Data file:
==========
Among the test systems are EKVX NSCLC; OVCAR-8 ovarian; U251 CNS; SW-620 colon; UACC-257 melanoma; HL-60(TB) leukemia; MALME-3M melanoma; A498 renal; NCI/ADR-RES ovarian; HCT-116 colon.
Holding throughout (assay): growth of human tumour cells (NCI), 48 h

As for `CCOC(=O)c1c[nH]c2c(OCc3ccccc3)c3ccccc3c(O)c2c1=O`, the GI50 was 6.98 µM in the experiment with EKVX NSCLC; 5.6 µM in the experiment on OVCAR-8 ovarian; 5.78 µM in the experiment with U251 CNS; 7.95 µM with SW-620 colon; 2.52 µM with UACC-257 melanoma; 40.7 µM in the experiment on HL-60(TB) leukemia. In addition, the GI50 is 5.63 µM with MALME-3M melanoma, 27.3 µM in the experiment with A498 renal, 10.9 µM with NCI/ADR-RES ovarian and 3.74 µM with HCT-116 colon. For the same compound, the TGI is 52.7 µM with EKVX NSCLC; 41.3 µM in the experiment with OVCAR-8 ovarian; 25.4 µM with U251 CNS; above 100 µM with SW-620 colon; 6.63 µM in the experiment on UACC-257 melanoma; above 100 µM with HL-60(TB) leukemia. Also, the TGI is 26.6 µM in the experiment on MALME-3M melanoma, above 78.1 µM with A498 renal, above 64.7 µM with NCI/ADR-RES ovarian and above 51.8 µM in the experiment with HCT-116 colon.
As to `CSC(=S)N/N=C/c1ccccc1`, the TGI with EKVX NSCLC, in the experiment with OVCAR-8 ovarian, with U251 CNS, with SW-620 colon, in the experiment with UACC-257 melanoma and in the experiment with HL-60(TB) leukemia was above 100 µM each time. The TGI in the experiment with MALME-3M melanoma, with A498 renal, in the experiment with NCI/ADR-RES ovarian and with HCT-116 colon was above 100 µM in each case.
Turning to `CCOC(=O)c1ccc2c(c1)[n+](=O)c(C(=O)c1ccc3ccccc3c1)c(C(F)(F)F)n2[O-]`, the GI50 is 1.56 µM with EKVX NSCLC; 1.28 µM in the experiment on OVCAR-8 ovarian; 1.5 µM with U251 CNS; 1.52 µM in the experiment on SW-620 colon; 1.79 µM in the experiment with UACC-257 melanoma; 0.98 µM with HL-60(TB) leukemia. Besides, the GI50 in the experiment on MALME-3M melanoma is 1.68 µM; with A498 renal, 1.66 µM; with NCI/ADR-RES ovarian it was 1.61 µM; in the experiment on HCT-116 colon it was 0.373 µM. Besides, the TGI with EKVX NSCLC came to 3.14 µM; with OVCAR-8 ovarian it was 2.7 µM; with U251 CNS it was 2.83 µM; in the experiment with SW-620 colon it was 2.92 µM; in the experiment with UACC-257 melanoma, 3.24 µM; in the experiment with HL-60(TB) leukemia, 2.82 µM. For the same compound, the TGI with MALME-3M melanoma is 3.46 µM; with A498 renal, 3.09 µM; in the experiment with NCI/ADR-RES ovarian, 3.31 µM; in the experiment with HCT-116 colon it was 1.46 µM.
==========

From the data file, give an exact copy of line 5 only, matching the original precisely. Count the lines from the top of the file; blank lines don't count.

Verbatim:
Turning to `CCOC(=O)c1ccc2c(c1)[n+](=O)c(C(=O)c1ccc3ccccc3c1)c(C(F)(F)F)n2[O-]`, the GI50 is 1.56 µM with EKVX NSCLC; 1.28 µM in the experiment on OVCAR-8 ovarian; 1.5 µM with U251 CNS; 1.52 µM in the experiment on SW-620 colon; 1.79 µM in the experiment with UACC-257 melanoma; 0.98 µM with HL-60(TB) leukemia. Besides, the GI50 in the experiment on MALME-3M melanoma is 1.68 µM; with A498 renal, 1.66 µM; with NCI/ADR-RES ovarian it was 1.61 µM; in the experiment on HCT-116 colon it was 0.373 µM. Besides, the TGI with EKVX NSCLC came to 3.14 µM; with OVCAR-8 ovarian it was 2.7 µM; with U251 CNS it was 2.83 µM; in the experiment with SW-620 colon it was 2.92 µM; in the experiment with UACC-257 melanoma, 3.24 µM; in the experiment with HL-60(TB) leukemia, 2.82 µM. For the same compound, the TGI with MALME-3M melanoma is 3.46 µM; with A498 renal, 3.09 µM; in the experiment with NCI/ADR-RES ovarian, 3.31 µM; in the experiment with HCT-116 colon it was 1.46 µM.